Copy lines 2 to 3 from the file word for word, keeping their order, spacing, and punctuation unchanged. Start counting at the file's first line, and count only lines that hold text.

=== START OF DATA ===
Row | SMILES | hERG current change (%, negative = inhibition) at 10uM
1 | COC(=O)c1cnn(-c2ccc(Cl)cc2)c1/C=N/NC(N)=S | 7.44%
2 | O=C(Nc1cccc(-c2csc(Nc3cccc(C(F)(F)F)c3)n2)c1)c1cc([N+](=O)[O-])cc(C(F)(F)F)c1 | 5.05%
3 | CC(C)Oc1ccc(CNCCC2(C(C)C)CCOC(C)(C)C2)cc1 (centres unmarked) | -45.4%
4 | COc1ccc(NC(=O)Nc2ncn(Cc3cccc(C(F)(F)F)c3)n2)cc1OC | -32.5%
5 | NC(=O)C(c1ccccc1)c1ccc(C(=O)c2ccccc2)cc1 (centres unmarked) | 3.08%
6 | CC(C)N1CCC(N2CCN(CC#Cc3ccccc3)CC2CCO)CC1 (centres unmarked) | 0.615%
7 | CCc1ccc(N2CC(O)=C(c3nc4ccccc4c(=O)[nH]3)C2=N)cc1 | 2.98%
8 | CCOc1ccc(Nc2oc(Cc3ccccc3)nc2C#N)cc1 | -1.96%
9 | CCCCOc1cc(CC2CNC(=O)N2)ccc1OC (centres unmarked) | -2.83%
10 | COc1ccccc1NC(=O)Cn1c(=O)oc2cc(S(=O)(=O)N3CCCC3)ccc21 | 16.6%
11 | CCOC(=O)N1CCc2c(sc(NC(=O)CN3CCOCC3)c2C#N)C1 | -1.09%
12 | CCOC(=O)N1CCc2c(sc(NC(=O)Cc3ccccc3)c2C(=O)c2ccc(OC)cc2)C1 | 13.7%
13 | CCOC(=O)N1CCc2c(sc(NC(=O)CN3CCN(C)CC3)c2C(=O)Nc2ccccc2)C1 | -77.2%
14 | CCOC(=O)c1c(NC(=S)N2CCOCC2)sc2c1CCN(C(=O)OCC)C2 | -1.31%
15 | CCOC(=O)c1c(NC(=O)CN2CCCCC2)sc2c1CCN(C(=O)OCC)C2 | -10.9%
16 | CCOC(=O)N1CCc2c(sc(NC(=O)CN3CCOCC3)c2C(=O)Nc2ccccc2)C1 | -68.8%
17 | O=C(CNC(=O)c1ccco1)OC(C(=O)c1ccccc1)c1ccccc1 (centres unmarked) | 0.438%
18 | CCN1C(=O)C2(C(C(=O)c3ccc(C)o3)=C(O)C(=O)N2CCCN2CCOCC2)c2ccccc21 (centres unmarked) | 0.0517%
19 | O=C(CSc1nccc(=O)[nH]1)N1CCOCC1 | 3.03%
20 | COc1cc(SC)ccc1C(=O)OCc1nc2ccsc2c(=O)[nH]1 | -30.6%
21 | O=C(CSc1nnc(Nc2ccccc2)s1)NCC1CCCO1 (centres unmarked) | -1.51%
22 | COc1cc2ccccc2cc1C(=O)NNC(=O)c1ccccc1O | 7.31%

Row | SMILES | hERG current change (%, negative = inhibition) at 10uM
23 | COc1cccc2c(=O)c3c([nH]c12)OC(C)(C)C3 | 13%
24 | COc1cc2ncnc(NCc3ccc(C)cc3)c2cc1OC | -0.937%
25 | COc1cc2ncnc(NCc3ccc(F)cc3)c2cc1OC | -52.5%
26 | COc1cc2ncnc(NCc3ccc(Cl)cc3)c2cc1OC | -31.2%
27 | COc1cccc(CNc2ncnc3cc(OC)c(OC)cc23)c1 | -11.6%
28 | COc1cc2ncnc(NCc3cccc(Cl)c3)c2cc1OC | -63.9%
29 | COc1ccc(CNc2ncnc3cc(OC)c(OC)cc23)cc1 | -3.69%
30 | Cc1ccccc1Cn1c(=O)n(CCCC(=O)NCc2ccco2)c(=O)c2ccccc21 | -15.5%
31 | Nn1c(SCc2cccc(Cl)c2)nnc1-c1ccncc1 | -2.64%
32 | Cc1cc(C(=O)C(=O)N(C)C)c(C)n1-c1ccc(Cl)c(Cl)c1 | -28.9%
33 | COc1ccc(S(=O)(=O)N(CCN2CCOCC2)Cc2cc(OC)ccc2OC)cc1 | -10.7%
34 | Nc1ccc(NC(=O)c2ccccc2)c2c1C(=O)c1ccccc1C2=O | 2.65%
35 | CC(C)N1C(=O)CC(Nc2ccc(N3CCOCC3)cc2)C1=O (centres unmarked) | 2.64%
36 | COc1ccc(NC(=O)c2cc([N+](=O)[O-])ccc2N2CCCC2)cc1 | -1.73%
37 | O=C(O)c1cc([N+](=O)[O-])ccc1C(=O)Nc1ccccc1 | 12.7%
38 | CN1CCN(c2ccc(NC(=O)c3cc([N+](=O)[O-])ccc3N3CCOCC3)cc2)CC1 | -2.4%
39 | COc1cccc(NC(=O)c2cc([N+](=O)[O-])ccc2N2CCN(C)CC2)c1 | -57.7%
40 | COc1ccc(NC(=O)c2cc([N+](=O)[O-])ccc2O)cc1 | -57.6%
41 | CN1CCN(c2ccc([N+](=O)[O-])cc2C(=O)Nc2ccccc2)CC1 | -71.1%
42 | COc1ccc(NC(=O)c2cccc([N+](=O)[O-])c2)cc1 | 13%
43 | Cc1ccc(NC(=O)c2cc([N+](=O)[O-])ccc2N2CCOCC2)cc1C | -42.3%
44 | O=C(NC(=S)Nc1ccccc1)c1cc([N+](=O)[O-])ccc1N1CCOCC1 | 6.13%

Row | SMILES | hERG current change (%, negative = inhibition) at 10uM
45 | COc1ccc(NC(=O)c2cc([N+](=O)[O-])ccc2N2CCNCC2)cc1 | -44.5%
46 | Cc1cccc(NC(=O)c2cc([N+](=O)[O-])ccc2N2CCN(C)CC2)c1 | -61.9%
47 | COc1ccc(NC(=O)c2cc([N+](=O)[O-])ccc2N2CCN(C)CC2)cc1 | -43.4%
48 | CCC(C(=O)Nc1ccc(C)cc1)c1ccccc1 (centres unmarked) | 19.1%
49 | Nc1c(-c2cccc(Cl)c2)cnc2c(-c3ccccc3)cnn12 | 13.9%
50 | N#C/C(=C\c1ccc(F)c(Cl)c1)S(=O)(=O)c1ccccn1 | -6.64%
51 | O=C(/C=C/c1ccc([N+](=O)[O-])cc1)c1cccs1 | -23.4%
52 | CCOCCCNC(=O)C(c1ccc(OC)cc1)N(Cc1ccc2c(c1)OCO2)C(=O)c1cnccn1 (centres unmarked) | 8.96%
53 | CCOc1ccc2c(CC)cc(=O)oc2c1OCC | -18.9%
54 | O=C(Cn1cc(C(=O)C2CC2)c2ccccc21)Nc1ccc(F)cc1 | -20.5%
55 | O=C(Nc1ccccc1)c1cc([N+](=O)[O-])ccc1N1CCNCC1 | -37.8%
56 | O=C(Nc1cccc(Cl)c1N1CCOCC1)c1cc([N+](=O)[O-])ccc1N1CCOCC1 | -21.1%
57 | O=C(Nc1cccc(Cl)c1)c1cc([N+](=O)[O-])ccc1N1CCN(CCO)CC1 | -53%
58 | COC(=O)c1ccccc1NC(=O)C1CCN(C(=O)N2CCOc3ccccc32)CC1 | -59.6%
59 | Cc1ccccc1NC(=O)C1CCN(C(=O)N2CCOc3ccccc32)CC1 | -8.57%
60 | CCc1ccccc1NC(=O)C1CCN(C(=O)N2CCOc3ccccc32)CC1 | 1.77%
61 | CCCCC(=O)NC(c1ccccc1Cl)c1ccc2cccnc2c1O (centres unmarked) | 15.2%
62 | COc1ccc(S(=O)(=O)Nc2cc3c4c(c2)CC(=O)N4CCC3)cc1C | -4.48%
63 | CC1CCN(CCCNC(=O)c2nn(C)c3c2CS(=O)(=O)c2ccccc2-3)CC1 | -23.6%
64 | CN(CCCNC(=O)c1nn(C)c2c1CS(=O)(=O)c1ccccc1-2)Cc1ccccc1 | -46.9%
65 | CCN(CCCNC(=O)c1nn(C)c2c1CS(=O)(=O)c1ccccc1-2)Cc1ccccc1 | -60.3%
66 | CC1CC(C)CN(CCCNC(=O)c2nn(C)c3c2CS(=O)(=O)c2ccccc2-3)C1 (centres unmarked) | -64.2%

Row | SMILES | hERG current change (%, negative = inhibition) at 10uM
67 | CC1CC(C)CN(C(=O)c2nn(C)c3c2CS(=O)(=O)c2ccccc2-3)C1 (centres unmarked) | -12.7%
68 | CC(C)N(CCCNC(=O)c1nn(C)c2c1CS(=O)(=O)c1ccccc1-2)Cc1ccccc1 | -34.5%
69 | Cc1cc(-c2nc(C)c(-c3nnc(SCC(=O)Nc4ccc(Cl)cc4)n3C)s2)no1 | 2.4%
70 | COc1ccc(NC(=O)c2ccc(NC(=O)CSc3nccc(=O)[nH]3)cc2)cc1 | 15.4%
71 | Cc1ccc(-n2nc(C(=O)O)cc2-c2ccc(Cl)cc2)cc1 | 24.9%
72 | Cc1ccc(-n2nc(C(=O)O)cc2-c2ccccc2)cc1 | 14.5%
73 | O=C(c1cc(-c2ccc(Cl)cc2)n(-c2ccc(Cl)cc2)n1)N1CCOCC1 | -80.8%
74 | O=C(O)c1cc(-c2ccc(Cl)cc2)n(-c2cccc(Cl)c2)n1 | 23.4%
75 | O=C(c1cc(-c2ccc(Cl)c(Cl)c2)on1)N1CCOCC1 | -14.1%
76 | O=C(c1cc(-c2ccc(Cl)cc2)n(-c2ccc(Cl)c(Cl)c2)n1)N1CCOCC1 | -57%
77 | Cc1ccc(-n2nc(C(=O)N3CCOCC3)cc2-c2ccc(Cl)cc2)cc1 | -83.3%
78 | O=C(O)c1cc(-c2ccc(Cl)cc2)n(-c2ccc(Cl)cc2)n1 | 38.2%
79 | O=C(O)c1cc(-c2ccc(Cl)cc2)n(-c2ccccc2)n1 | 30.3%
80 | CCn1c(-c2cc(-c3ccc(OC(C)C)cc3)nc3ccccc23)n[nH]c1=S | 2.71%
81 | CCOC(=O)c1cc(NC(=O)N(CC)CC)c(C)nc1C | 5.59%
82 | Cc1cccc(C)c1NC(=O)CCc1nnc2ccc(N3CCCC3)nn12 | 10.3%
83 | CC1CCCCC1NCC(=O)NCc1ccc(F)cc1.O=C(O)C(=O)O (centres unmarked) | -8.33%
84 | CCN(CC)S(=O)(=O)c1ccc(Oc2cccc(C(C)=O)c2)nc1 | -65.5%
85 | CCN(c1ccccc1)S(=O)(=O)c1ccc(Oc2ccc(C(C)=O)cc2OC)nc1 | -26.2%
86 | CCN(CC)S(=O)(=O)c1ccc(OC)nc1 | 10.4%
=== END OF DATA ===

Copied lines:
1 | COC(=O)c1cnn(-c2ccc(Cl)cc2)c1/C=N/NC(N)=S | 7.44%
2 | O=C(Nc1cccc(-c2csc(Nc3cccc(C(F)(F)F)c3)n2)c1)c1cc([N+](=O)[O-])cc(C(F)(F)F)c1 | 5.05%